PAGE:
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Synthetic ribonuclease molecule

Synthetic ribonuclease molecule

A605/0213

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Credit

DR MARK J. WINTER / SCIENCE PHOTO LIBRARY DR MARK J. WINTER / SCIENCE PHOTO LIBRARY

Caption

Synthetic ribonuclease molecule. Molecular model showing the secondary structure of amphinase, a synthetic version of a ribonuclease molecule found in the egg cells of the northern leopold frog (Rana pipiens). Ribonucleases are enzymes that break up RNA (ribonucleic acid), a molecule used to translate genes into their protein products. Amphinase attaches to glycoproteins on a cell, before invading the cell and killing it by destroying its RNA. Here the amphinase molecule is attached to NAG (N-acetyl-D-Glucosamine, ball and stick structure) a human glycoprotein. Amphinase could potentially be used as an anti-tumour drug, as tumours (especially brain tumours) are covered in glycoproteins (unlike healthy cells).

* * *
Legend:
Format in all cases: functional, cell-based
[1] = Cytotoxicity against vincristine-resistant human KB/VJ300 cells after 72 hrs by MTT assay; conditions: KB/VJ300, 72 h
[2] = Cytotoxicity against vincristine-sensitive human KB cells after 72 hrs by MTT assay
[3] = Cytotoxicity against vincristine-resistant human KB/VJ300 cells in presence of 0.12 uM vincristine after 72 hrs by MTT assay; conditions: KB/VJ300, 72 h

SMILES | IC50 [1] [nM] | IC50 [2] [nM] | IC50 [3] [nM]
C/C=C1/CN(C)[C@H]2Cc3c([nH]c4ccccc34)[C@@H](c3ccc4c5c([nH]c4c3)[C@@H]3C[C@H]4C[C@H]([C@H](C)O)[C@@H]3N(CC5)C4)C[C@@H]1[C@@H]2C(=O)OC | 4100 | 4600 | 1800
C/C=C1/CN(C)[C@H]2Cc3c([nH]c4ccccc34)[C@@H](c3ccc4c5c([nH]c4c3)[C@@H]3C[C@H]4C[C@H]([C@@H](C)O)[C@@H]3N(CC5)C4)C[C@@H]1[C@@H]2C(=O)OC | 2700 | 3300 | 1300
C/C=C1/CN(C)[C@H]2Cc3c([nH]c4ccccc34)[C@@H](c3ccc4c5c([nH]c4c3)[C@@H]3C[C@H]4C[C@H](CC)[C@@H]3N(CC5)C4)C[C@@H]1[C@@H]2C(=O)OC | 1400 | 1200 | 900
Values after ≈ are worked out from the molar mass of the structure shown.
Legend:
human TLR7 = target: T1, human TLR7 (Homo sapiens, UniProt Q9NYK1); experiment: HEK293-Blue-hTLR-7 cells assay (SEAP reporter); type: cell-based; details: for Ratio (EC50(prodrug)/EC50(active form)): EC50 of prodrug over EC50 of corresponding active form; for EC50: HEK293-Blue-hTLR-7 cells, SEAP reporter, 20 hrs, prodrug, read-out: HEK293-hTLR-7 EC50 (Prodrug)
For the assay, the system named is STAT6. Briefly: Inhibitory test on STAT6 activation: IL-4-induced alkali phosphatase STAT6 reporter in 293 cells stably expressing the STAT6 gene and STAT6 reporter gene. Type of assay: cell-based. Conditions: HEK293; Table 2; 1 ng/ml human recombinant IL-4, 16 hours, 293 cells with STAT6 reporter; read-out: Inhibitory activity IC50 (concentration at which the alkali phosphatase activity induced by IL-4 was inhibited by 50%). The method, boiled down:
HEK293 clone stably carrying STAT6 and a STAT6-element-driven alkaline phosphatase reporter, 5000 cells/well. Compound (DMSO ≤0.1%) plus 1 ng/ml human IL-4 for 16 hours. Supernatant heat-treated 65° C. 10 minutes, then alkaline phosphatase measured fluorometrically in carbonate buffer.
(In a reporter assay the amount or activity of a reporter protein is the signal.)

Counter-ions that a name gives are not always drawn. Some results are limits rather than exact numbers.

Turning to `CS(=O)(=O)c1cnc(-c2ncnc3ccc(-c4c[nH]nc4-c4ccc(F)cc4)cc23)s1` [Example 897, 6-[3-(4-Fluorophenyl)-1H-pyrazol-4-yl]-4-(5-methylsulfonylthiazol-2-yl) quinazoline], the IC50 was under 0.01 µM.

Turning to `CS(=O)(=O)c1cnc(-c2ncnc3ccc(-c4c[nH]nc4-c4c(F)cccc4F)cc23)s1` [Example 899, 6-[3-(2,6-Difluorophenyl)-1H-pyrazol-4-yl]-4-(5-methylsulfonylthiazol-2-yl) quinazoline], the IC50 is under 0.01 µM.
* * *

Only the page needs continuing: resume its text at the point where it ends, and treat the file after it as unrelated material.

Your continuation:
Release details

Model release not required. Property release not required.

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